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In 1977 we hired our first narrowboat from Anglo Welsh at Market Harborough.From that moment our destiny was set. In 2006 we finally purchased our own brand new 57' narrowboat which we named 'Free Spirit'. Our aim is to travel the length and breadth of all the navigable rivers and canals of the UK. This will be our story as it unfolds.

Tuesday, 19 September 2017

Metal hazard in the Harecastle tunnel

Smashing start to the day, a tad chilly but the sun was shining and all was well in our world. Setting off early we called in at the facilities for water and loo emptying. Icing came past just as we had finished and took the single lock. It wasn't long before they had ascended and a paddle raised for us by Stephen.

Last two locks of the day were doubles and in no time both FS and Icing were on their way to the Harecastle tunnel entrance.


Coming out of the Macclesfield junction as we were about to exit the locks.
For my non-boater readers, the Harecastle tunnel is 2,414 metres,  1.5 miles long but that's nothing compared to Standage tunnel on the Huddersfield narrow canal which was opened to craft in 1811, at 5039 metres, 3.12 miles it is the longest and deepest on the UK canal system.  Harecastle comprised of two separate and parallel tunnels one built by James Brindley between 1770 and 1777 and the later "Telford" which is used today. Due to the amount of traffic and the slow process of legging, the Harecastle Tunnel had become a major bottleneck on the canal so it was decided to commission a second tunnel to be built by Thomas Telford  which was completed in 1827.  There is also said to be a  Harecastle tunnel ghost thankfully all the times we have travelled through the tunnel nothing had been experienced.  But..... we did see the skeleton.  More of that later.

Arriving when we did two other boats were already waiting for passage through. One way traffic only which could take anything between 30 and 40 minutes and we were told boats were already in the tunnel heading in our direction. Icing managed to tuck in behind the second boat but we had nowhere to go. Then the bow of the boat emerging from the tunnel appeared which forced us the remain before the bridge.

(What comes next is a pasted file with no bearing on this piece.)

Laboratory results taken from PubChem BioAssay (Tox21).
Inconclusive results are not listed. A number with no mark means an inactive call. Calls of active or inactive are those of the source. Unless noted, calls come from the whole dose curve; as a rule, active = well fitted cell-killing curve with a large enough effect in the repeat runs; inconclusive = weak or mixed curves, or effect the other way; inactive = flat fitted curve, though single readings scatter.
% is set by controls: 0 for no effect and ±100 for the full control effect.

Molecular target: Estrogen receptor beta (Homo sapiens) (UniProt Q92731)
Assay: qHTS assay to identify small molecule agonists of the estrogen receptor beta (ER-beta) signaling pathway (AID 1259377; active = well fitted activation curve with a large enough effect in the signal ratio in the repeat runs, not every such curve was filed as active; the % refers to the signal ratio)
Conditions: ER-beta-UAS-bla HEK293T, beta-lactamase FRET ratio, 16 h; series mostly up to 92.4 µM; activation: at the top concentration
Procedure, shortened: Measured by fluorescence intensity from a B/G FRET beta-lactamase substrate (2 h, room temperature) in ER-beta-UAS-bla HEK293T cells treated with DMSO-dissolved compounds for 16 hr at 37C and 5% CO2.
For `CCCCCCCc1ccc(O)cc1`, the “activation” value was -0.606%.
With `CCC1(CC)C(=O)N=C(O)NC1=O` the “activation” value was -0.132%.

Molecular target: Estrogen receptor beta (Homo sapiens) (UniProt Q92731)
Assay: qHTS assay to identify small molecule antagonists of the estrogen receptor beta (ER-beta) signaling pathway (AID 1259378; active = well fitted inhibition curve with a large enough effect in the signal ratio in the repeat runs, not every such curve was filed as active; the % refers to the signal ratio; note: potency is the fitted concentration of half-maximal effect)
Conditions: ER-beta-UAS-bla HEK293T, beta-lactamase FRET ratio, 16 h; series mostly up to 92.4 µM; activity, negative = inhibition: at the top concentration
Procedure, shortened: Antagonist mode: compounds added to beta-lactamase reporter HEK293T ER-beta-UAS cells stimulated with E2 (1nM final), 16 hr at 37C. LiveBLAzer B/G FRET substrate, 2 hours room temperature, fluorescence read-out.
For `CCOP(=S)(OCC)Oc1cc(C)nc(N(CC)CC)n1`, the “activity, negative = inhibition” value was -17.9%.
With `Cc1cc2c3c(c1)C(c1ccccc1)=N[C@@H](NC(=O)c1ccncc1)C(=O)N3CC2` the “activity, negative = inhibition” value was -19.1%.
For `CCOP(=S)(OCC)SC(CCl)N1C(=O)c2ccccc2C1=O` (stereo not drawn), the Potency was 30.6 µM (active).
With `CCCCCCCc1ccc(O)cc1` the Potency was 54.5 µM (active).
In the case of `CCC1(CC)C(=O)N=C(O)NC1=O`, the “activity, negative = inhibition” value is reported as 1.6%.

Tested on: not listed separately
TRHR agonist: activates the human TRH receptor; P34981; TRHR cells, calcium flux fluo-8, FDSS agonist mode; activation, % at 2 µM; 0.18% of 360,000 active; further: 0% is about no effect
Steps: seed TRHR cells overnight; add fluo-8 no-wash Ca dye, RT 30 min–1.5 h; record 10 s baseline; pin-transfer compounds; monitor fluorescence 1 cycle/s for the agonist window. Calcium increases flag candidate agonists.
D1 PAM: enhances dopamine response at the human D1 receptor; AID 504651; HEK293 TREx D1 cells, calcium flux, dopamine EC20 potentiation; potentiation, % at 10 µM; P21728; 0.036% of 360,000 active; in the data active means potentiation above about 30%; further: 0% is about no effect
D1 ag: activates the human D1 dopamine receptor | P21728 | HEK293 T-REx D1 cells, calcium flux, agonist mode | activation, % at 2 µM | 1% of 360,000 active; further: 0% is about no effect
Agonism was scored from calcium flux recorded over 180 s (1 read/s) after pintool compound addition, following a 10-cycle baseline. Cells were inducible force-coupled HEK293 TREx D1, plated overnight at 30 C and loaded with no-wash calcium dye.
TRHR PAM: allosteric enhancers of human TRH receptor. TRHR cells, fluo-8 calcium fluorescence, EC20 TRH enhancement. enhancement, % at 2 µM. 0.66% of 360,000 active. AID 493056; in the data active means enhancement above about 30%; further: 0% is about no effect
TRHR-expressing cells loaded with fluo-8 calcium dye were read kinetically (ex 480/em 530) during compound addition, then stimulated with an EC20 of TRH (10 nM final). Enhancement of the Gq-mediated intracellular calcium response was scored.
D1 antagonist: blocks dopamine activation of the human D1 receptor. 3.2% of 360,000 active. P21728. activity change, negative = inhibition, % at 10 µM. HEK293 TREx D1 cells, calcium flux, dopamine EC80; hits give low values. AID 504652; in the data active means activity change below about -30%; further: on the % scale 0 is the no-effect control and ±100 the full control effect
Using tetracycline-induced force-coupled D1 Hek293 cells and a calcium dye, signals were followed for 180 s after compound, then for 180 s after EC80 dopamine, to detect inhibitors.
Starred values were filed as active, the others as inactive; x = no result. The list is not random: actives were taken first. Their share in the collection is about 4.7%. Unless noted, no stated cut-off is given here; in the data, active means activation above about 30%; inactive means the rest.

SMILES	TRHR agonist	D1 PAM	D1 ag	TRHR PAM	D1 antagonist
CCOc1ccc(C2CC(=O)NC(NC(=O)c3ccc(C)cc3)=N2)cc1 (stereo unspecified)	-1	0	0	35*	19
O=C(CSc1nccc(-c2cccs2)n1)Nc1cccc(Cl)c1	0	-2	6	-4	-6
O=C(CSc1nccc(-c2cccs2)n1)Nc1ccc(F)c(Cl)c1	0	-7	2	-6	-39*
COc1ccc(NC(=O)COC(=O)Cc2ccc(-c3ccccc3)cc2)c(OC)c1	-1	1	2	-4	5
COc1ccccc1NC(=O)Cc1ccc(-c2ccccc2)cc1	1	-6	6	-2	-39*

One more was due to exit but before it arrived we managed to breast up with Icing. As I wanted to be last boat (slowing down to look for the skeleton), I caused all sort of problems for the tunnel keeper as he wanted us to go third. The order of boats going through is most important for the tunnel keeper on the Southern side, making sure all boats are present and correct when they arrive. So out comes the tunnel keepers notebook and with a flourish from his pencil he scribbles out our name and changes the order.



Some good-natured banter followed, they are a nice bunch these C&RT tunnel bods. Then suddenly I took notice of the second boat. It was Burnt Oak with John and Martina who we met on the way to Eldonian village last year.  Amazing who one bumps into when your least expecting it. Hopefully, we will meet again next month as both of us are heading toward Leighton Buzzard.

Martina and John











Out the South portal and the tunnel keeper phoned the North tunnel keeper to say we had safely made it through. Took us longer than expected because of the skeleton. Thinking it was about 100 meters in from the northern portal we eventually found it 500 metres in on the left side. The story of this skeleton is a strange one. It appeared one day much to the surprise of the 'then' tunnel keepers. They thought it had been painted by students during rag week and we first came across it in 2011 but it was around well before that.





The tunnel keeper also told of a dangerous piece of metal protruding from the side wall about 100 metres in on the right. He was wrong about that as it was actually about 1300 metres in on the right.  One to keep a wary eye on as could do damage to the boat as well as unsuspecting crew members!


Sad afternoon lay in store as we were to say our farewells to Dennis, Margaret, Stephen and Bonnie at Etruria. We are heading for the Caldon canal and Dennis and Margaret were due to go home for a week. It's been a fabulous month cruising with them during which time we did the Llangollen and part of the Montgomery and look forward to meeting up in December.



Leaving them to go into the marina, we cruised the half mile to make the turn onto the Caldon. Suddenly we were being shouted at by numerous boaters all lined up to descend the Stoke locks who thought we were queue jumping. Great delight to sail past those irate boaters and turn left!


We stopped further along the canal but will post about that tomorrow.

today's wildlife,



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